Being on the electoral roll is a sign of stability

Being on the electoral roll is a sign of stability

Lenders love stability. Living in the same house. Staying in the same job. Only applying for credit occassionally.

The electoral roll is an indicator of stability

The electoral roll is also known as the electoral register. It lists the names, addresses and dates of birth of everyone who’s registered to vote.

There are two versions of the electoral register. The full version and the open register. In Northern Ireland the ‘open register’ is called the edited register.

Anyone can buy a copy of the open register. It is often used for marketing purposes.

You can opt out of the open register. Consequently, you’ll only be in the full version.

The full version can only be used for:

  • Electoral purposes (for example, sending out polling cards before elections).
  • Campaigning activities (for example, political parties sending information to voters).
  • Preventing and detecting crime.
  • Checking applications for credit.
  • Jury summoning in England, Wales and Northern Ireland.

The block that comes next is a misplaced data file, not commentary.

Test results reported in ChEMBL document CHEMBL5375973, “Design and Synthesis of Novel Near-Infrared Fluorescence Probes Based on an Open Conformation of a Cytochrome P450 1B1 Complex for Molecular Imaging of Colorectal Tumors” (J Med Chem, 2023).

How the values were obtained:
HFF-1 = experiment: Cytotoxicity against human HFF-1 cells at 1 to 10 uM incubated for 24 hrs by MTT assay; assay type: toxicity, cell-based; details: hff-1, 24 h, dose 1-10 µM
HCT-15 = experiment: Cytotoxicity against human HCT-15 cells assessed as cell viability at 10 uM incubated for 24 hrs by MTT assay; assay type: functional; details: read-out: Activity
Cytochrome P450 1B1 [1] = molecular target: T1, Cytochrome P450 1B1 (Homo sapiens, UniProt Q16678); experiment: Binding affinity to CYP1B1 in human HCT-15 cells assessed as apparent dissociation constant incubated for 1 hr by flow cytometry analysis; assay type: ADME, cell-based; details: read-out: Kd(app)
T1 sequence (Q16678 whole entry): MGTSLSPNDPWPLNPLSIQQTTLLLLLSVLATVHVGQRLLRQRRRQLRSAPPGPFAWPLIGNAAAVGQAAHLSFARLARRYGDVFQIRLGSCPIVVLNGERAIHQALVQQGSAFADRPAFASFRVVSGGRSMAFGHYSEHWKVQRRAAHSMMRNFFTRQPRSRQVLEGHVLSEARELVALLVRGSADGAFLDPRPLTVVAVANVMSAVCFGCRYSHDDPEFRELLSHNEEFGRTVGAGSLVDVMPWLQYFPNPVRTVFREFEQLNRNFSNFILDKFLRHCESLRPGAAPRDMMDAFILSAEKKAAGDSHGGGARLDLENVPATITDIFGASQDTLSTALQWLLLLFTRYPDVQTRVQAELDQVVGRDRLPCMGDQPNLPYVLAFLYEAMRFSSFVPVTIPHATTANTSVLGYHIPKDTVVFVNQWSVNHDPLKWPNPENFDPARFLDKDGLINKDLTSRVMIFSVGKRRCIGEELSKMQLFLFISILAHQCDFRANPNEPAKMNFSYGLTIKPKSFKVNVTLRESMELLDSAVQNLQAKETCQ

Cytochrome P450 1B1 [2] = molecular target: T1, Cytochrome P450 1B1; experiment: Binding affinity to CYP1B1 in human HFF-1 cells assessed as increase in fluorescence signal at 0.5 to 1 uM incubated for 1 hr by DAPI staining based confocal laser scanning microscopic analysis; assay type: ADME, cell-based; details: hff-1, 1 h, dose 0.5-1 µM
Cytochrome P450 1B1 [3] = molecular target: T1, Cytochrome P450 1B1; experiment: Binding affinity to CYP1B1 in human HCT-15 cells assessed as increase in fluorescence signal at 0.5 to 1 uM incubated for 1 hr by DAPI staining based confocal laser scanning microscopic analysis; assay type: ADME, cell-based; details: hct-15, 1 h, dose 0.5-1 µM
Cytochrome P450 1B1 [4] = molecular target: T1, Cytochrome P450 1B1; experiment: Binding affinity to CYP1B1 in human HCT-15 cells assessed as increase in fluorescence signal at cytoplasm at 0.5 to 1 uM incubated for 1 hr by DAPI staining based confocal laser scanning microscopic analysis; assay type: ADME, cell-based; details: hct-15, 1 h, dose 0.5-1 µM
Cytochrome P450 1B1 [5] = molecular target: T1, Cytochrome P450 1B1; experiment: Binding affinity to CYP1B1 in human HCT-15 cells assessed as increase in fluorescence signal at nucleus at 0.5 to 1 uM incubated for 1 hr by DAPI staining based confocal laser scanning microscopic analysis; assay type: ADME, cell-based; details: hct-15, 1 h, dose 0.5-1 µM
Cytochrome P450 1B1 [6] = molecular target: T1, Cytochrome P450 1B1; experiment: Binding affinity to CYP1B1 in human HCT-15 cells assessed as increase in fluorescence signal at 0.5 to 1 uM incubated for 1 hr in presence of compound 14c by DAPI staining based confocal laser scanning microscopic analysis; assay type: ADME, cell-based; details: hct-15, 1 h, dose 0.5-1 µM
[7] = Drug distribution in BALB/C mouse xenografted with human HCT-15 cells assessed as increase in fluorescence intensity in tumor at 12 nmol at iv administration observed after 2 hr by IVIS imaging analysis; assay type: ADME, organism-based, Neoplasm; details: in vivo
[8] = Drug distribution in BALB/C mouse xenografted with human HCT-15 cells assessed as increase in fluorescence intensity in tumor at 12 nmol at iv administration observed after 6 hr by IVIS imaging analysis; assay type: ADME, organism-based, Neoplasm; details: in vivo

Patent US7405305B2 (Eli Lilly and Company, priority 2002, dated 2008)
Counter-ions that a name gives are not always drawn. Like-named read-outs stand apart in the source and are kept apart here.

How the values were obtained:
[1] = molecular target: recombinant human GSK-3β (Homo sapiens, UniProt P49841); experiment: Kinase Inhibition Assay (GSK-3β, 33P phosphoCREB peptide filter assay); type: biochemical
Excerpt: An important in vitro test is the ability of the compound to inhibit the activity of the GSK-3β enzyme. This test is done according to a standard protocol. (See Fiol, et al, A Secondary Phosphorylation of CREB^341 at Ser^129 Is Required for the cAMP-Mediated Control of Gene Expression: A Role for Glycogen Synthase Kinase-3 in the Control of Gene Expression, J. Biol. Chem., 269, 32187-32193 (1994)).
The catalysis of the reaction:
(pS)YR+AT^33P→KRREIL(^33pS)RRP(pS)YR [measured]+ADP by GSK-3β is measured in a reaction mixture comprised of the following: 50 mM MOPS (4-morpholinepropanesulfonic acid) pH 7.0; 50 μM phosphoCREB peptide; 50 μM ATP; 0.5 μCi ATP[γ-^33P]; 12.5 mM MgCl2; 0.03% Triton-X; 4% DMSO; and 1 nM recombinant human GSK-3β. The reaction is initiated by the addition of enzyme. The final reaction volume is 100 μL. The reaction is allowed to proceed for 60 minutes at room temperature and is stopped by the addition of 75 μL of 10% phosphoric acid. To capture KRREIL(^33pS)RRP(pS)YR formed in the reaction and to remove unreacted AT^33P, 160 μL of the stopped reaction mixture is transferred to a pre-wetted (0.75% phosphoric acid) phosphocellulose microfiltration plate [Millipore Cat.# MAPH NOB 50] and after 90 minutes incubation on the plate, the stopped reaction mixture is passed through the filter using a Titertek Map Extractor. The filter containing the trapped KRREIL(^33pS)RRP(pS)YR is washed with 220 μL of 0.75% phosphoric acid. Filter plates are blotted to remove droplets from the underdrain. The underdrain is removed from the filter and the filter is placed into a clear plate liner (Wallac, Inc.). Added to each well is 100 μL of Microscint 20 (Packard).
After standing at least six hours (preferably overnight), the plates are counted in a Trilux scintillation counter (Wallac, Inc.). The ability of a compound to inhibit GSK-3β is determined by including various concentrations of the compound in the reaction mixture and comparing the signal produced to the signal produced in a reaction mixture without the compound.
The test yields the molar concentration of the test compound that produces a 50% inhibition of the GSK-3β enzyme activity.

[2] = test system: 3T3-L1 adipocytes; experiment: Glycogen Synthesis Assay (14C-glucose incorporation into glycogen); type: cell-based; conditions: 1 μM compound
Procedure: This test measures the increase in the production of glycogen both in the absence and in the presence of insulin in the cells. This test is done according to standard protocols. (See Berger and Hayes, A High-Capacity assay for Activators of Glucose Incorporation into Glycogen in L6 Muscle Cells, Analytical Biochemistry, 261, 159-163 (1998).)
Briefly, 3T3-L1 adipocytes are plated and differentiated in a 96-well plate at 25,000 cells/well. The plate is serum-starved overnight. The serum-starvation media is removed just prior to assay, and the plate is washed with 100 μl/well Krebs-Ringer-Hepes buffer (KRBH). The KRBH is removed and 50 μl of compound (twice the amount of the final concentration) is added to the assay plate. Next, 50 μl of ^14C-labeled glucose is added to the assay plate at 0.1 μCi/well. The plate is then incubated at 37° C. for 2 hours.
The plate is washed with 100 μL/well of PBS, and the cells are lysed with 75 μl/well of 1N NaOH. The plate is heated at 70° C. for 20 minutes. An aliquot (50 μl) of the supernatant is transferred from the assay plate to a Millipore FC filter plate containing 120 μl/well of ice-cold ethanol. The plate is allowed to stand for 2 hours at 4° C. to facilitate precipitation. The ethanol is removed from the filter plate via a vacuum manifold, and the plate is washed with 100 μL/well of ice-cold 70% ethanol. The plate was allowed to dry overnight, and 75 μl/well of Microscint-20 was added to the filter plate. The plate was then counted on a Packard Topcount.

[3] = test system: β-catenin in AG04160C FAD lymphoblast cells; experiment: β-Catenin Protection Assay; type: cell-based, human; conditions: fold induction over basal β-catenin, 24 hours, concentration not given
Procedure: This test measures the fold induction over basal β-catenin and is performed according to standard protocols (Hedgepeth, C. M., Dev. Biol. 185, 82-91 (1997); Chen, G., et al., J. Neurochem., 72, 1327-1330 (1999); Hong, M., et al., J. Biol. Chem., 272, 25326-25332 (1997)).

When applying for a loan, why is it important to be registered to vote?

One of the first things a lender will check is if you’re on the electoral register.

Lenders may automatically refuse you credit if you’re not registered to vote. This is because they want to see proof that you are living at your declared address. It helps prevent fraud. Credit Reference Agencies check the details on the register, comparing them with the information you provided on your application.

Furthermore, being on the electoral register helps prove your identity. As a result, there’s less need to show paper documents like passports and driving licences to open new accounts.

Additionally, you’ll have easier access to insurance and legal services. Furthermore, being registered to vote speeds up getting a passport and claiming benefits.

You must register to vote if you’re asked to do so. If you’re asked to register and do not, you could be fined. This does not mean you have to vote. Just register to do so.

Bottom-line: Registering to vote improves your credit score. It means you’re more likely to be accepted for a loan.

About Adrian Davies

With a background in money advice, Adrian's been campaigning for fairer finance for 25 years.

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